This time of year most of us are trying to figure out how to shed the five pounds of tenacious baby fat we gained over the holidays.
Instead of depriving himself of home cooking and craft beer, Jason Moeschler decided to put his bike on a diet. “I lost five pounds almost overnight!” proclaimed Moeschler, the chief operating officer of Seattle-based Evil Bikes.
Jason’s project was his spanking new Evil Following MB (‘mo better’). To reach his target, he tracked each component gram by gram on a spreadsheet. The result: a reduction of 2,374 grams, or 5.234 pounds.
His experience re-taught him the lesson all mountain bikers eventually learn: When it comes to speed, handling and ride quality, nothing compares to trimming phat.
“Taking 5 pounds off a bike is like losing 20 pounds off the body,” is how Moeschler puts it.
On his first ride out he set multiple PRs at Tiger Mountain, a rough and tumble trail network 30 miles east of Evil’s headquarters. The new standards came on the downhills as well as the climbs.
And they weren’t even close: On a three-peat climb-and-drop loop he slashed 40 minutes total off his typical times. This is quite a feat but we suspect he took a nap or had a beer on his previous attempts.
So how’d he manage to pull it off? After some prodding from MTBR, Moeschler produced his component breakdown. The big loss, as any weight weenie might predict, came in wheels.
Switching to SRAM Rise cross-country carbon wheels lost 498g — more than a pound. Moving from 2.3 WTB Vigilantes to 2.25 Rangers proved an even greater bonanza — 802g, nearly 2 pounds.
Other significant reductions came from:
- Fork. Going from a Fox 34 140mm to the inverted 120mm RS-1 saved 339g.
- Seat post. Going from a Fox 160 Transfer to BikeYoke 125 Dropper slashed 118g.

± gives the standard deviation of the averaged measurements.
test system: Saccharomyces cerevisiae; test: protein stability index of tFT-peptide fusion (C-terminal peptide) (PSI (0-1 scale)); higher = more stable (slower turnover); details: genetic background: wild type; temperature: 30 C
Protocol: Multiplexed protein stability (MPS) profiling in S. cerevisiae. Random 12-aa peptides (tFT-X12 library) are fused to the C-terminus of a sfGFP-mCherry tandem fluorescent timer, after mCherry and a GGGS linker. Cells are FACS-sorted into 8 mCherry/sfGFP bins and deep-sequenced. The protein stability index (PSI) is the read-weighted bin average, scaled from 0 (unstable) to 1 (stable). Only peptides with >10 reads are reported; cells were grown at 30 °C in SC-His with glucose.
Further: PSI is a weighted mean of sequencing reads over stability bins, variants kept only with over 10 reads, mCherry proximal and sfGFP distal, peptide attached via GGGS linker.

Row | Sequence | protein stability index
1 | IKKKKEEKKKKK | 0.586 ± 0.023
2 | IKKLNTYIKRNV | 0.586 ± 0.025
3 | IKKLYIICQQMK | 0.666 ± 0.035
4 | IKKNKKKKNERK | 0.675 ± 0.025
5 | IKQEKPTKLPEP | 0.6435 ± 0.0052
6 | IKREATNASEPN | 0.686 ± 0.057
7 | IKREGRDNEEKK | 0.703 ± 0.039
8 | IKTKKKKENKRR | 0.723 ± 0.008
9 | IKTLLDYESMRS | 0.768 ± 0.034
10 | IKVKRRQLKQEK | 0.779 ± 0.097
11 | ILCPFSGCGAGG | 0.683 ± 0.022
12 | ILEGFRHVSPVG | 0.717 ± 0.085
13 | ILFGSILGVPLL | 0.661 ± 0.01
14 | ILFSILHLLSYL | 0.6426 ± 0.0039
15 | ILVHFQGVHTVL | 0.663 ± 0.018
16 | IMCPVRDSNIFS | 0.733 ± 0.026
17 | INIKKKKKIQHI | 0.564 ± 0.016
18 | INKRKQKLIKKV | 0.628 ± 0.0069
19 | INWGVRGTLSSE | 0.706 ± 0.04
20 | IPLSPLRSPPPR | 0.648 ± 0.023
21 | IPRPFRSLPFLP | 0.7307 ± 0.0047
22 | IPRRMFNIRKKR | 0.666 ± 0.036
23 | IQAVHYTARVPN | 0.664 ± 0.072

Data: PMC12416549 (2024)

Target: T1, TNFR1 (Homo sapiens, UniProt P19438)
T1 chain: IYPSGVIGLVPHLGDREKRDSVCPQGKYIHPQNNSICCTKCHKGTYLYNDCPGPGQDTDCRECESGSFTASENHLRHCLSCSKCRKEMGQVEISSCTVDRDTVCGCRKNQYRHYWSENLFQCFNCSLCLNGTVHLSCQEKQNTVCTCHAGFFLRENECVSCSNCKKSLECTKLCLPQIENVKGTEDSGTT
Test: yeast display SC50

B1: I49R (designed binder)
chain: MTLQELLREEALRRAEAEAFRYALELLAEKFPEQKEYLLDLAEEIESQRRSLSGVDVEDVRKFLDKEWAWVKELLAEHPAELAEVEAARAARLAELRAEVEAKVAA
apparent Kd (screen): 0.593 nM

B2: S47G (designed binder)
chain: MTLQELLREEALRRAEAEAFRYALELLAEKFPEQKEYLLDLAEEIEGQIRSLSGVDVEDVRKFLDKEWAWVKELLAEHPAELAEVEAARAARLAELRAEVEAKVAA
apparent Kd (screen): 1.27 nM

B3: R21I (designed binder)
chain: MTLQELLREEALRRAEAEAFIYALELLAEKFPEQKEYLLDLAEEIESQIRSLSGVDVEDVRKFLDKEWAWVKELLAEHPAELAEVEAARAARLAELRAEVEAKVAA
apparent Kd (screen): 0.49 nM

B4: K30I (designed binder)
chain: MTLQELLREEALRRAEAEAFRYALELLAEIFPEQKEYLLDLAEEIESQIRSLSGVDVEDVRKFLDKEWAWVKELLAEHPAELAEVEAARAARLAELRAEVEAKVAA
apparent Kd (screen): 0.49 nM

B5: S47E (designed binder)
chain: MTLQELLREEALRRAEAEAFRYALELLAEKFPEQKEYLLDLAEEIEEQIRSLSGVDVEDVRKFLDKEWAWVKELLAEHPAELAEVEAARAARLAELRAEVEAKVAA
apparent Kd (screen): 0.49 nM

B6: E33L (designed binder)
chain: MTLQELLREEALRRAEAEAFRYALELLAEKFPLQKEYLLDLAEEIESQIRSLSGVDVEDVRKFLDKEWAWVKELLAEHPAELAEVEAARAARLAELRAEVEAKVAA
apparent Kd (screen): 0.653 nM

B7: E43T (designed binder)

- Shock. Losing the air can on the RockShox saved 102g.
And in a place gram-counters often fail to take into consideration, Moeschler saved 212g by using only one scoop of sealant instead of three.
The big chunks add up fast. But Moeschler also sweated the small stuff. He swapped conventional rotor bolts for ti, saving 8 grams. He subbed alloy valves for brass, a 6g reduction. Losing crank booties got him 10g.
But did he go too far? In transforming his bike from a romping trail masher to an XC flyer, Jason risked strength and durability.
Moeschler acknowledges flatting his front tire on a ride over the weekend — a possible penalty for narrow rims paired with XC tires on Tiger Mountain’s infamous gnar. Jason also admits he may want to go with beefier brakes. Either move could cost him half a pound or more.
For the rowdier rides, Moeschler has a plan. An all-mountain wheel set with burly tires, and a plus setup with 2.8s. With those in the arsenal, “I can pretty much make this bike do anything,” Moeschler says.
Analyzing Moeschler’s build, we’ve come up with a few places he could lose even more weight. (Note that these are actual weights from MTBR’s lab, not manufacturer’s listings.)
- Subbing a Selle Italia SLR Carbonio Flow saddle would save him 30 grams.
- An ENVE cockpit would save 50g, mainly on the 91g stem. And he’d gain ENVE’s stiff-but-damped payoff as well.
- Swapping over to 2.25 Nobby Nics might save as much as 100g (or not — tire weights vary wildly). We regularly run Snakeskin Nobbys on those routes without problems.
- Lighter pedals (Crank Brothers Eggbeater 11s at 178g or even Candy 11s at 251g) and grips (ESI Racers Edge at 39g) would weenie his build further.
From what we can tell, that’s about it for bringing down Jason’s numbers. Other than, of course, working on that waistline. Jason is seen here A/B testing with ZERO bike weight.
Perhaps setting all those PRs will burn off some flesh as well. That’s the great thing about a lighter bike. It not only rides mo’ better, it makes you want to go mo’ faster.
And then he quickly adds pounds to the bike as he rides in any weather in Seattle, WA.